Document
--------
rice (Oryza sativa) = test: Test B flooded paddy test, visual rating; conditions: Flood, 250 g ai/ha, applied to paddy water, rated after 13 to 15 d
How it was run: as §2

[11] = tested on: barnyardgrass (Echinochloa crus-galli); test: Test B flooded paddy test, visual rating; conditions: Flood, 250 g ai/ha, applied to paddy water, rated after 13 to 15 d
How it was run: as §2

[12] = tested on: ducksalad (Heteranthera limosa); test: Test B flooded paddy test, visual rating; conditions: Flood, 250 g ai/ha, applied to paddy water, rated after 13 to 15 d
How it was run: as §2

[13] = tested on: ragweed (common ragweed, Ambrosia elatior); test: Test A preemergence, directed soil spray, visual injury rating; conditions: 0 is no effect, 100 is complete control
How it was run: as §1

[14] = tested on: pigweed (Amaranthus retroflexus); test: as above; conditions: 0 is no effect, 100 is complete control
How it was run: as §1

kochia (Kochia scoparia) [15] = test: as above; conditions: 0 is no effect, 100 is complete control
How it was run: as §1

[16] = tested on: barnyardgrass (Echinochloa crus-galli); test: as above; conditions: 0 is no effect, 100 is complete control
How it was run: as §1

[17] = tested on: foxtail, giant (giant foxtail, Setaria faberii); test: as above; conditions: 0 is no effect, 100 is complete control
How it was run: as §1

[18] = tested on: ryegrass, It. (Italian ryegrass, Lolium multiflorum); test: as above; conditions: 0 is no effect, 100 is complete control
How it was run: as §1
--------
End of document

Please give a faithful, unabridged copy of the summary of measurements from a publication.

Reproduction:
rice (Oryza sativa) = test: Test B flooded paddy test, visual rating; conditions: Flood, 250 g ai/ha, applied to paddy water, rated after 13 to 15 d
How it was run: as §2

[11] = tested on: barnyardgrass (Echinochloa crus-galli); test: Test B flooded paddy test, visual rating; conditions: Flood, 250 g ai/ha, applied to paddy water, rated after 13 to 15 d
How it was run: as §2

[12] = tested on: ducksalad (Heteranthera limosa); test: Test B flooded paddy test, visual rating; conditions: Flood, 250 g ai/ha, applied to paddy water, rated after 13 to 15 d
How it was run: as §2

[13] = tested on: ragweed (common ragweed, Ambrosia elatior); test: Test A preemergence, directed soil spray, visual injury rating; conditions: 0 is no effect, 100 is complete control
How it was run: as §1

[14] = tested on: pigweed (Amaranthus retroflexus); test: as above; conditions: 0 is no effect, 100 is complete control
How it was run: as §1

kochia (Kochia scoparia) [15] = test: as above; conditions: 0 is no effect, 100 is complete control
How it was run: as §1

[16] = tested on: barnyardgrass (Echinochloa crus-galli); test: as above; conditions: 0 is no effect, 100 is complete control
How it was run: as §1

[17] = tested on: foxtail, giant (giant foxtail, Setaria faberii); test: as above; conditions: 0 is no effect, 100 is complete control
How it was run: as §1

[18] = tested on: ryegrass, It. (Italian ryegrass, Lolium multiflorum); test: as above; conditions: 0 is no effect, 100 is complete control
How it was run: as §1